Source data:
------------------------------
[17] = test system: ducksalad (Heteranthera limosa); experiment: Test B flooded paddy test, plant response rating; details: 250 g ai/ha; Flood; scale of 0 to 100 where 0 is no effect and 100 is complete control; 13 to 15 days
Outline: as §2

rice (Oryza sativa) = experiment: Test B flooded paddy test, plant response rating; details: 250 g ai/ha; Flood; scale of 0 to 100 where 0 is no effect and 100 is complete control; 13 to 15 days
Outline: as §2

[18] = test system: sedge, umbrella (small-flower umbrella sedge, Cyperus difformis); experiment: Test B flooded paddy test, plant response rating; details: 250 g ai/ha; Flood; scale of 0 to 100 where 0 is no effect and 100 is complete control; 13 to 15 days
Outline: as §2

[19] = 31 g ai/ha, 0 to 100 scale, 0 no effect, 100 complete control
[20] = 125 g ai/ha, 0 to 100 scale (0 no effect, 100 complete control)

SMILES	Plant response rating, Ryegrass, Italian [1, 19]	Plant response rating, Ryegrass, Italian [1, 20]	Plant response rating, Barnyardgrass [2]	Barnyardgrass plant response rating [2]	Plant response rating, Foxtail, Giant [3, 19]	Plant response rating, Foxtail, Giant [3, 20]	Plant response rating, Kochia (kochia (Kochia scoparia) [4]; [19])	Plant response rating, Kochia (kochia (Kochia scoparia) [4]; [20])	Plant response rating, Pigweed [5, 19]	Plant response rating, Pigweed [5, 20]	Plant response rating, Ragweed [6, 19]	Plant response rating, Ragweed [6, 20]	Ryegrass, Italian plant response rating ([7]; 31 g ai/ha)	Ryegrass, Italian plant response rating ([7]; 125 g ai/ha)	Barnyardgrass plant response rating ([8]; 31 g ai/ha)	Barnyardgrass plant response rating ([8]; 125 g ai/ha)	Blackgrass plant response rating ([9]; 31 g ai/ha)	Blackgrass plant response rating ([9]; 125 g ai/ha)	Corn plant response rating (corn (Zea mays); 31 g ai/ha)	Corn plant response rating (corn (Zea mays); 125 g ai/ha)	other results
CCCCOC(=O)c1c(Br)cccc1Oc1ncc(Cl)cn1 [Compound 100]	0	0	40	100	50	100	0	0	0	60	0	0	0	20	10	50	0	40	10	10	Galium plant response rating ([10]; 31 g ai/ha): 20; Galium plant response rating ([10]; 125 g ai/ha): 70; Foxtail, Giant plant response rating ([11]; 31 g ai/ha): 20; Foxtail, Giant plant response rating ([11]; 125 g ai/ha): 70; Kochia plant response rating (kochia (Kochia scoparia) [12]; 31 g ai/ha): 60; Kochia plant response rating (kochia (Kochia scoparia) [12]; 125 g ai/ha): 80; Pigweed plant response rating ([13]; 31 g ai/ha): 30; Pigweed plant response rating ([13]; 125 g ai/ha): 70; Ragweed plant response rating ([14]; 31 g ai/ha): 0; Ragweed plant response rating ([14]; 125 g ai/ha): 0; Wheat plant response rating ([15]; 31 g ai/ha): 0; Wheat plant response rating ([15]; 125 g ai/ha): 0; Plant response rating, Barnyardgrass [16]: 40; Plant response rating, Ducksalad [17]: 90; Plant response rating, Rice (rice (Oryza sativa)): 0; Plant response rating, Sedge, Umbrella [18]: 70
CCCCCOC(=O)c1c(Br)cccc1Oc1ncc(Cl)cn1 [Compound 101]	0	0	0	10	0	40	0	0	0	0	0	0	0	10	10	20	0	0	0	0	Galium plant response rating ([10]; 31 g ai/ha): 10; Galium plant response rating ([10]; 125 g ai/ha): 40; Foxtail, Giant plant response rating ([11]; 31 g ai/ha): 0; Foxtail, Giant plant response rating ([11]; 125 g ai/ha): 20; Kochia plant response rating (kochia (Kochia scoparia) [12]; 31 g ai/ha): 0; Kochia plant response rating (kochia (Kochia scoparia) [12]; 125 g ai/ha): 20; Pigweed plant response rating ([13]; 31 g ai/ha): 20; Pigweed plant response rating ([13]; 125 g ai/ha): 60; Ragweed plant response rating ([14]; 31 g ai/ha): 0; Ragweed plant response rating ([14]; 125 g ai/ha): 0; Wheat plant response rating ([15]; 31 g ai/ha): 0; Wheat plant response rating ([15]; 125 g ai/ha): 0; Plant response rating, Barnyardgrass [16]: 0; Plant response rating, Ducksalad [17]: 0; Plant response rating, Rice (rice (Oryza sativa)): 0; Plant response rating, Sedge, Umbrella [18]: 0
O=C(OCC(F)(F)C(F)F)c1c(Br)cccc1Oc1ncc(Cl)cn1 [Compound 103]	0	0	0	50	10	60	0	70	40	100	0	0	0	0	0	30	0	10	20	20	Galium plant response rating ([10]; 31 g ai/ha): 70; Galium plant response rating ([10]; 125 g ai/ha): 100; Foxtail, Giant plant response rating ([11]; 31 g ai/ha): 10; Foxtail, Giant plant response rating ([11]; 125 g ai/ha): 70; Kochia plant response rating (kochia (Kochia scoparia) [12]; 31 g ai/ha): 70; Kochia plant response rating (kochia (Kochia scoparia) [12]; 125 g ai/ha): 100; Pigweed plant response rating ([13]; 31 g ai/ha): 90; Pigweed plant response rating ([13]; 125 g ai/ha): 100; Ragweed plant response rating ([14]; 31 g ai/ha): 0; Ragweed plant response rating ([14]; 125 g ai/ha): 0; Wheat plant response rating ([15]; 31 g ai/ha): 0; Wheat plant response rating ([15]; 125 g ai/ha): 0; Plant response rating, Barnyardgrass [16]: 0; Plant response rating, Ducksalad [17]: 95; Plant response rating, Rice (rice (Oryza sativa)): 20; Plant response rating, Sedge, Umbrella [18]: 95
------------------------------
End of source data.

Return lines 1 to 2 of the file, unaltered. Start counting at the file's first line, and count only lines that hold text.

[17] = test system: ducksalad (Heteranthera limosa); experiment: Test B flooded paddy test, plant response rating; details: 250 g ai/ha; Flood; scale of 0 to 100 where 0 is no effect and 100 is complete control; 13 to 15 days
Outline: as §2